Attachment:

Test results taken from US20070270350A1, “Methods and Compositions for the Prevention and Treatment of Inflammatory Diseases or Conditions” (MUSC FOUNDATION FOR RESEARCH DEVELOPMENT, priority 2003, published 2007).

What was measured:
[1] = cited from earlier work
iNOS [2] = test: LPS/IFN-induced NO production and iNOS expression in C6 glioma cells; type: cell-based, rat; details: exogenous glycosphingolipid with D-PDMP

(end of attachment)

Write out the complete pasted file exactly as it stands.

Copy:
Test results taken from US20070270350A1, “Methods and Compositions for the Prevention and Treatment of Inflammatory Diseases or Conditions” (MUSC FOUNDATION FOR RESEARCH DEVELOPMENT, priority 2003, published 2007).

What was measured:
[1] = cited from earlier work
iNOS [2] = test: LPS/IFN-induced NO production and iNOS expression in C6 glioma cells; type: cell-based, rat; details: exogenous glycosphingolipid with D-PDMP